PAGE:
as we both made best our ways.


Found and remixed from Charles Dickens
A Tale of Two Cities and my 1991 Winter Journal.

The Happenstance of Candlelight


The Happenstance of Candlelight

Candlelight can cause the walls to dance,
or so I once observed. Its beauty brought
the world to knees, innocent as fire.

Alone so tender, touching hearts, preparing
happenstance, that flame bright as morning
sun, it lights the universe. Glow deep

in hues of golden hair, softly hum a dance
of candlelight. Attentive hands shall warm,
attentive smiles I see. Shadows blend

surrounded light, ghostly motion caught
my path. Dance on, dance long, perpetual
light, reflecting motions slowing thoughts.


Inspired by Bleak House by Charles Dickens.

Winter Hung an Eggy Wobble


Winter Hung An Eggy Wobble

The sun rose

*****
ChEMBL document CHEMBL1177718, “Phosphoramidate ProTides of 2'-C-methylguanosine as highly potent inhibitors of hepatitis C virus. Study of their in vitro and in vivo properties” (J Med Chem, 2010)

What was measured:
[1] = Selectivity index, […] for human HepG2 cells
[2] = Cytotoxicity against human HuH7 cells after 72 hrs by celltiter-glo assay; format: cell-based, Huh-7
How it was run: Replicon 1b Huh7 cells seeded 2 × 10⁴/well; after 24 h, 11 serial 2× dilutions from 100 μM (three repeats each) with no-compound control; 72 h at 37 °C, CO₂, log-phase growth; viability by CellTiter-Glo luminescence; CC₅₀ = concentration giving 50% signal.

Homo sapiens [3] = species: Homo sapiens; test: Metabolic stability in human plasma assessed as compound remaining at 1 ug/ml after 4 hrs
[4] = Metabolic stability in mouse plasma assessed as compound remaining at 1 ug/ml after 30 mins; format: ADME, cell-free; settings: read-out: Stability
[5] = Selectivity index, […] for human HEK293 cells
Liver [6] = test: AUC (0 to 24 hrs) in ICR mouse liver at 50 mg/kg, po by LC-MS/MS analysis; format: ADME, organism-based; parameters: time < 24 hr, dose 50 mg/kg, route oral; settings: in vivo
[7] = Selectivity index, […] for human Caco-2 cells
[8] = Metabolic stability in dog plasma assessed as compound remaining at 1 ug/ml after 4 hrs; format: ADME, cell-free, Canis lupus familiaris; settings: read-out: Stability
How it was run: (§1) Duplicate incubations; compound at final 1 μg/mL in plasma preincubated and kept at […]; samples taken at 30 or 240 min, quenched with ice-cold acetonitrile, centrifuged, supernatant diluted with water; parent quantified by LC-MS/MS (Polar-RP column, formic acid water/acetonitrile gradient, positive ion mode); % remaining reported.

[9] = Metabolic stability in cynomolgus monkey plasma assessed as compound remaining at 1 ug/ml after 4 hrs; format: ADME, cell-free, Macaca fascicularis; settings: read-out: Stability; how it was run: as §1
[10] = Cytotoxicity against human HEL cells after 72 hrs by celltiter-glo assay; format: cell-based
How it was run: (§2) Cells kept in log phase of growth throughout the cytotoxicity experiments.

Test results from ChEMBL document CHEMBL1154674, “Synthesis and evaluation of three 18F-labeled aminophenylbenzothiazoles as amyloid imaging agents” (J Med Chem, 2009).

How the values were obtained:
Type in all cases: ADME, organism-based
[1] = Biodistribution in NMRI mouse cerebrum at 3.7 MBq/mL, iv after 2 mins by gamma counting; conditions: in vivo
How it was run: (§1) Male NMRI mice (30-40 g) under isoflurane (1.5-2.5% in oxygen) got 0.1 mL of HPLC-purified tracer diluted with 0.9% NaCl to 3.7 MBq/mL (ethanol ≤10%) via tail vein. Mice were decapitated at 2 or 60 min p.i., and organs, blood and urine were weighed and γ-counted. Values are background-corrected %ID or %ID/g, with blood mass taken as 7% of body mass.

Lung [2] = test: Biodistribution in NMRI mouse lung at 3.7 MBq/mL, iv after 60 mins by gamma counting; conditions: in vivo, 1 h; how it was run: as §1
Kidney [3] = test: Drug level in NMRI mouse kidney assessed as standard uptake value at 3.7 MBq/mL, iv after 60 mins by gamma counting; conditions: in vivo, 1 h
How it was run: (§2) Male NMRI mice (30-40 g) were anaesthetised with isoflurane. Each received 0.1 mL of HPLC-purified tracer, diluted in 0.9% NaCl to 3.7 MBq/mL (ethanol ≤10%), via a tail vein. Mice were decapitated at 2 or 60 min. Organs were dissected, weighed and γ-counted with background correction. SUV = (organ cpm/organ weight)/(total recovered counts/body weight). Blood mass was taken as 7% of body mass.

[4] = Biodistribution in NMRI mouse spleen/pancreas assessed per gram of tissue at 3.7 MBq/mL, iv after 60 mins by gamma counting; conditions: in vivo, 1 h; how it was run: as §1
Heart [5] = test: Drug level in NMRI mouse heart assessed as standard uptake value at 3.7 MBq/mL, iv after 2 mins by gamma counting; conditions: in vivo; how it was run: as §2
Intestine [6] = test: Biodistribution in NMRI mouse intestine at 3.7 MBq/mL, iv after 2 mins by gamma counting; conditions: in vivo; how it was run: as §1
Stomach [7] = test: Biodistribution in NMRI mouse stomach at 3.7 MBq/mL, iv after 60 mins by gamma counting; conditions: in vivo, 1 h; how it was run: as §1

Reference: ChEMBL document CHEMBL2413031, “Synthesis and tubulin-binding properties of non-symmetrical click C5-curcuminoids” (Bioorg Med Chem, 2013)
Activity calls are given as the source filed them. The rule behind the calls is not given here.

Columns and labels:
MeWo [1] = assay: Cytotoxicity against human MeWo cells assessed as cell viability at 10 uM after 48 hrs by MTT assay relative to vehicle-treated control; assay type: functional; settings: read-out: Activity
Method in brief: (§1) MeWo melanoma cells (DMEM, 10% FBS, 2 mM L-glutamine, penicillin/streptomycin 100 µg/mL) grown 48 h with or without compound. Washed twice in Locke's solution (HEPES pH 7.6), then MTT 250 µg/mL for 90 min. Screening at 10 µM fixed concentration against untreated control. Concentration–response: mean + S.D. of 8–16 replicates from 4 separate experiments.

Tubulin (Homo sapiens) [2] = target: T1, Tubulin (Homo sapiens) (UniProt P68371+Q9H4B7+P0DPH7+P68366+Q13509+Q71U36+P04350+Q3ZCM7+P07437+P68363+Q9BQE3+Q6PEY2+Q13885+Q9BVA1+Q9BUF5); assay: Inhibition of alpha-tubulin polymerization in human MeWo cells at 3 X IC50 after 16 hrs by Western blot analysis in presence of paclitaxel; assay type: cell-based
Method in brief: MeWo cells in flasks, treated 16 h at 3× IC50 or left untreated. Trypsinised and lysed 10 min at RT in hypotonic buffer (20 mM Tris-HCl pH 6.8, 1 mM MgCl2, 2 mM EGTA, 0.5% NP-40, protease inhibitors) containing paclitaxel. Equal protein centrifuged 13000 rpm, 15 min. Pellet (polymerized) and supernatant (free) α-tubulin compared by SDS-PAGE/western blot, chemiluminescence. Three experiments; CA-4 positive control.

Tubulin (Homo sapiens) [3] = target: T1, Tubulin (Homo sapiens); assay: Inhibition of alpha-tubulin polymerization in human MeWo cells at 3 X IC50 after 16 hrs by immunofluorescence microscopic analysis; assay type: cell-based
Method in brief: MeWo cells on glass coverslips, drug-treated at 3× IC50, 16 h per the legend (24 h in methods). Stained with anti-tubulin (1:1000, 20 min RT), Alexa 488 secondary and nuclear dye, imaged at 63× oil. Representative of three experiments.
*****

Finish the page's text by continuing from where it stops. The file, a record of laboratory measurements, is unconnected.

an eggy wobble,
tall and high above shearling rain.

Blown clouds. Lacy. Faceless.
Hanging on a heavy mood.
It didn’t bring the foggiest trust,

just failed tests of lore,
trials by weather, this wintry
form. Those twelve men of jury –

Anointed. Appointed. Weathermen.
They tapped their twiggy sticks
into bony trees and up bushes,

hoping to pry spring’s peep but
all remained a wobbled quiet.
All remained a winter hung.

The Spirit of Fête

The Spirit of Fête

We were heaped up of cakes, a buxom
display on country tea-tables, charm
gathered in scrumptious mentions

of autumn. Of peaches and plums,
pears and quinces, cream too eager
to pour on our plates, and I wanted

to whoop and halloo the spirit of fête,
happily banquet too eagerly, and pop
all my brass buttons like shooting stars.





Found and remixed text from The Legend of Sleepy Hollow by Washington Irving

A Daughter Regarded


A Daughter Regarded

I was a doomed rebel of great
uneasiness, felt my mother’s
anguish like a shoulder feels
the press of a wheel.
I was contrary,
with no signs of grace,
backsliding, and argued
on any point, and all through
my tendency years, I knew
that my father loved me.



Inspired by Bleak House by Charles Dickens
image is from wikiCommons